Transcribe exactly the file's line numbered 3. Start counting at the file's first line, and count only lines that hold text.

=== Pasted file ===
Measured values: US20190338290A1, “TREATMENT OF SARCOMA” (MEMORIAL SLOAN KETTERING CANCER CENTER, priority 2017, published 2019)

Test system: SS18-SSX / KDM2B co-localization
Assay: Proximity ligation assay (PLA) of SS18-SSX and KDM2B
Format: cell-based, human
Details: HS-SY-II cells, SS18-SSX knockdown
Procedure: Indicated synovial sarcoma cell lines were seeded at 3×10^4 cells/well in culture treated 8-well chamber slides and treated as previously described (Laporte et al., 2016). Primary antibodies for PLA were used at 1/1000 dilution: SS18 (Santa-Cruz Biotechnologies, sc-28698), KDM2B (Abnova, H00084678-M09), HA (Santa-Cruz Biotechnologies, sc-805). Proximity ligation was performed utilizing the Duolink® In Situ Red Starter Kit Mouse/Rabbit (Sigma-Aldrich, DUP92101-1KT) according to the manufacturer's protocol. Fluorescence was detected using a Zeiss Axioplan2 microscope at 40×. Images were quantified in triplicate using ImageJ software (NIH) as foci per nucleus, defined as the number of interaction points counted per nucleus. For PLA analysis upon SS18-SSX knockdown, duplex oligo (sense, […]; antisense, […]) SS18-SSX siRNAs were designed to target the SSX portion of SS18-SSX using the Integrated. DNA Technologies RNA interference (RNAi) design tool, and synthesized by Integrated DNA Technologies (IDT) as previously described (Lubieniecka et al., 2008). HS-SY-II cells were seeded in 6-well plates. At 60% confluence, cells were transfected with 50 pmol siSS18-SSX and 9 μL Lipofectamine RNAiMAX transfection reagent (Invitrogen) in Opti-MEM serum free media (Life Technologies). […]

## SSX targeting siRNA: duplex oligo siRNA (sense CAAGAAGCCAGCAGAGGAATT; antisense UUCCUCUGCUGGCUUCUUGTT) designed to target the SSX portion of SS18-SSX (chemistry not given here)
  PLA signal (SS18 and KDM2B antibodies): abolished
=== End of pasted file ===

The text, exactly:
Assay: Proximity ligation assay (PLA) of SS18-SSX and KDM2B